Facing criminal charges for physical battery is a serious matter, and a conviction can have lasting consequences for your life. The situation is even worse when you feel that you don’t deserve the charges because you were merely defending yourself or someone else when you engaged in the physical altercation. Under specific circumstances, you can sometimes use self-defense as a defense in court to defeat – or lessen – the charges against you for battery.
Self-defense is an affirmative defense in Illinois. This means that the court will not consider self-defense unless you raise the matter in court, and you will have the burden of presenting enough evidence to prove that your circumstances satisfy the requirements for self-defense.
Illinois law allows you to use force to defend yourself or others from the threat of physical harm. However, there is a proportionality requirement involved in self-defense. In other words, the force you use must be proportional to the force that the attacker is using.
This means that you can use deadly force only to stop an attacker who is also using deadly force. If your attacker is using non-deadly force, then you will only be protected if you also use non-deadly force to stop them.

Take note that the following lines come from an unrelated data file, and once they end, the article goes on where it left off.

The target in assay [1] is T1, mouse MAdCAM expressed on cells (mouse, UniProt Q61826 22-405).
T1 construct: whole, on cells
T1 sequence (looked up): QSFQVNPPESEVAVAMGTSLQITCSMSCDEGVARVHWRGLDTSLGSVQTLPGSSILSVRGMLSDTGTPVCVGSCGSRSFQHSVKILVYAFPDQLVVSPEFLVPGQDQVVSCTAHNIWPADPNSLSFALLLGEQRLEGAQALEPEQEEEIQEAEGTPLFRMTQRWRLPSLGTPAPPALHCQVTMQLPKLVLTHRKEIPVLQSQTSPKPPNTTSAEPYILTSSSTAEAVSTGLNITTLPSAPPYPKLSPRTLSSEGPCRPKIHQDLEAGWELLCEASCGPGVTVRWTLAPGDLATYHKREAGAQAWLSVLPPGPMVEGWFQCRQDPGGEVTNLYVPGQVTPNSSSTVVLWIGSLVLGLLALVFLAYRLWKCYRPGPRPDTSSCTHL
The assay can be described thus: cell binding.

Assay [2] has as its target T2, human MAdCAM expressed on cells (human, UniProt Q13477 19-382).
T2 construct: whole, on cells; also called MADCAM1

Perfect and imperfect defense
If you satisfy all of the statutory requirements for using self-defense as a defense in court, then you can successfully defeat the charges against you. This is known as a perfect defense. However, sometimes defendants satisfy most, but not all, of the requirements for self-defense. In these cases, these defendants can sometimes claim an imperfect defense.
An imperfect defense may not result in dropped charges, but they could get the penalties reduced or mitigated. An example of an imperfect defense is if you mistakenly and unreasonably believed in the necessity for deadly force when in reality non-deadly force would have sufficed.
Dealing with the legal aftermath of a physical altercation can be very stressful, and the prospect of a criminal conviction is worrisome. Fortunately, the law provides you with affirmative defenses that you can try to prove in court in order to try to defeat the charges against you.